Willards (Benjamin, Aaron, Ephraim, Simon)

Benjamin Willard was the first of several generations of Willard clock- and watch-makers. Benjamin Willard (b. 1743 d. 1803) set up shop around 1770 on Roxbury St. in Boston. He was followed by his brothers Aaron of Roxbury and Boston (b. 1757 d. 1844), Ephraim (b. 1755), and Simon of Grafton and Roxbury (b. 1753 d. 1848). Their sons continued the profession: Aaron (son of Aaron) 1816 - 1863, Benjamin (son of Simon) about 1825, and Simon (son of Simon) (b. 1795) about 1828. Simon senior is the most famous of the four brothers. In 1801 he invented the 8-day banjo clock.


The Willard family tools, though small in size and number, are among the treasures of The Davistown Museum. The small domed box that is the centerpiece of the display was allegedly inherited by Simon Willard from his father, Benjamin; Simon continued to store a small group of hand tools in this box during his lifetime. It then descended in the Willard family until it was purchased from the Noyes St., Needham, MA, residence of the Willard family by the Liberty Tool Co. when later owners of that residence were selling the property. The tools are particularly significant in that they are primarily English in origin, but nonetheless used by one of America's most important family of clockmakers. The document box itself as well as most of the tools in it appear to date from the mid- to late 18th century. These tools exemplify the typical tool kit of a late 18th century woodcarver; note the early newspapers along the front edge of the box.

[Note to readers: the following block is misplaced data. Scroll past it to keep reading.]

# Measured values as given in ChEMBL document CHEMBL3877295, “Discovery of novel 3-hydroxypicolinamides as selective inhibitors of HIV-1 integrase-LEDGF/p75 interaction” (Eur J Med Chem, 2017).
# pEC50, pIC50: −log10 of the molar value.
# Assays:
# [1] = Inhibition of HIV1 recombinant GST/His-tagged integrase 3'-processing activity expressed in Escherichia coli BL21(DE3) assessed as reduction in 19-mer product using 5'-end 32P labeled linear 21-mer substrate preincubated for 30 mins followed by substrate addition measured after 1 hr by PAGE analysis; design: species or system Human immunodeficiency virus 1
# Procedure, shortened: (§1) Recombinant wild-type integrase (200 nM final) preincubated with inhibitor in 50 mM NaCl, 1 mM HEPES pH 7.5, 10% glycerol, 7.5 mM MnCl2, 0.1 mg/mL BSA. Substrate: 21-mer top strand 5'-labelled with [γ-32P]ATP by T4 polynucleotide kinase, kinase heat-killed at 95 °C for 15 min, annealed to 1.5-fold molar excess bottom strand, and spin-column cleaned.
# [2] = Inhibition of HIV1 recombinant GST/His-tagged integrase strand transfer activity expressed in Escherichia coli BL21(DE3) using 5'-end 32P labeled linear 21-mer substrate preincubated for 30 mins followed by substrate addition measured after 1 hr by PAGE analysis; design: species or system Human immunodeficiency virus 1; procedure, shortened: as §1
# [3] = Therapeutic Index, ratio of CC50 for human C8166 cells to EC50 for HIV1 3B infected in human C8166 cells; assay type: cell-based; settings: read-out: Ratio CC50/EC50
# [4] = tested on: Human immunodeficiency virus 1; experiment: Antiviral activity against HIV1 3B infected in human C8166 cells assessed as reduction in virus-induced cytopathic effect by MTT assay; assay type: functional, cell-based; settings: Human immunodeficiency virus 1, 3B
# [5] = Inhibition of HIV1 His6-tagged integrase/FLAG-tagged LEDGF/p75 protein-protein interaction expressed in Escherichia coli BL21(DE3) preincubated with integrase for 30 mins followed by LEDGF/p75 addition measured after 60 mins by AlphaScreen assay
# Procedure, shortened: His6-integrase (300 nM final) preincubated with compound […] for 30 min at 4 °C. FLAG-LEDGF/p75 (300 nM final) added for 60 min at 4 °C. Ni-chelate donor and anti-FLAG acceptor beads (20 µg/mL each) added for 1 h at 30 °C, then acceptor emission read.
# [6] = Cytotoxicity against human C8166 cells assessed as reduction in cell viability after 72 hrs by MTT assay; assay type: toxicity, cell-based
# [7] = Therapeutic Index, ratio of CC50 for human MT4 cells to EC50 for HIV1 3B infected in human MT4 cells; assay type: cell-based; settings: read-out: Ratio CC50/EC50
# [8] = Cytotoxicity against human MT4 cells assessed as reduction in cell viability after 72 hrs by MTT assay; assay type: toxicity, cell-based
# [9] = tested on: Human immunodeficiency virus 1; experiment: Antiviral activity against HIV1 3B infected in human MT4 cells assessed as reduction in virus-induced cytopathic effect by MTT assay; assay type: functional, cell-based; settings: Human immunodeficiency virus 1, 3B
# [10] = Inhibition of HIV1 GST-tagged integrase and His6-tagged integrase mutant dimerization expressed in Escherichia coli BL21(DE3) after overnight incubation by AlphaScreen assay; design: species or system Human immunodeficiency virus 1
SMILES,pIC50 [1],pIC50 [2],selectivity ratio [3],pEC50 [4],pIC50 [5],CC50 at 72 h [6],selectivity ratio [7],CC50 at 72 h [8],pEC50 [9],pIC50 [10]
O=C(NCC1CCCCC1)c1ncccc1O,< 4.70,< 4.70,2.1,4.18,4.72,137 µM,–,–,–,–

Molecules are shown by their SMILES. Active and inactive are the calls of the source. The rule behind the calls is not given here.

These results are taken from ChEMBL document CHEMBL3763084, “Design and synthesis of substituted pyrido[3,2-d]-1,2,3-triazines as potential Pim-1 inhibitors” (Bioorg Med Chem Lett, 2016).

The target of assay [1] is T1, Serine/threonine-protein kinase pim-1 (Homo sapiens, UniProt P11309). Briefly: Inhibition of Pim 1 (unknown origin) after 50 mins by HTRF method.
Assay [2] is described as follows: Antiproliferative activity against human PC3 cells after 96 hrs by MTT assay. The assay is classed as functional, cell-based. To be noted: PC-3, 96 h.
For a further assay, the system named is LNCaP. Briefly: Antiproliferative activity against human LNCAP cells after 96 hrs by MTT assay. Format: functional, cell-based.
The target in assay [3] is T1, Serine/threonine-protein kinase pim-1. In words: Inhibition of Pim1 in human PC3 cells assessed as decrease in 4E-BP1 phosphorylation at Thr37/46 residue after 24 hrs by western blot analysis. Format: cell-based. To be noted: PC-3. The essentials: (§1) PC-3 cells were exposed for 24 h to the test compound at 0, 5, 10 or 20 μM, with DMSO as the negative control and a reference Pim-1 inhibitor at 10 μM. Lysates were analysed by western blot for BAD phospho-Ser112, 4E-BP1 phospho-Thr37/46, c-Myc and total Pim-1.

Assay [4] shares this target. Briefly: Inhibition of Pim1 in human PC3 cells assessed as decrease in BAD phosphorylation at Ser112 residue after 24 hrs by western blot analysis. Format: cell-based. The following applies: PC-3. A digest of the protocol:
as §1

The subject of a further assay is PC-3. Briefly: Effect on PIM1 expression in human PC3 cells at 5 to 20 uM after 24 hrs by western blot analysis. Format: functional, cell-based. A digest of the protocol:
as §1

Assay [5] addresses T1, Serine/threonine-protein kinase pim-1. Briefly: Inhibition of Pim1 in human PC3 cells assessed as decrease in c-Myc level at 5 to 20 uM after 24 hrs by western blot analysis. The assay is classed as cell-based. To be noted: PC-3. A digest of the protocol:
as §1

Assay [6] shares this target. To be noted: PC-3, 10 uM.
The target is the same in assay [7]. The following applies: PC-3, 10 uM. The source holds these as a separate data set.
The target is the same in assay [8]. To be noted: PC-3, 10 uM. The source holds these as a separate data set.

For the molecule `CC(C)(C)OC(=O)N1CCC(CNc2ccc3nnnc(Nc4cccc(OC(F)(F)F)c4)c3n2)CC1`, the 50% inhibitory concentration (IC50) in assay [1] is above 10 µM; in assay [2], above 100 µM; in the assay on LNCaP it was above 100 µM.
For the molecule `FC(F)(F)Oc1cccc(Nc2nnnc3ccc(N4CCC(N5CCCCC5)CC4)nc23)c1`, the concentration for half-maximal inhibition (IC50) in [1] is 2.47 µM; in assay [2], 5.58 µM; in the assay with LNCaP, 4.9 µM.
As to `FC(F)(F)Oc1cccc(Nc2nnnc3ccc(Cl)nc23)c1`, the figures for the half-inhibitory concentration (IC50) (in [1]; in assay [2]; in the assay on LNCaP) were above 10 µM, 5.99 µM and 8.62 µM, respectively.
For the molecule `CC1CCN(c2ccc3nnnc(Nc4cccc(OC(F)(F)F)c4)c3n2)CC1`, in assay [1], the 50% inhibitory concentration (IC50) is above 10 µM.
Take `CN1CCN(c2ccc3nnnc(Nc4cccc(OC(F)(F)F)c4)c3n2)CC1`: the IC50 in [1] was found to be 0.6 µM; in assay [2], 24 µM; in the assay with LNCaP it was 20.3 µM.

Tools of Simon Willard in the Museum collection.


Willard House and Clock Museum North Grafton, MA.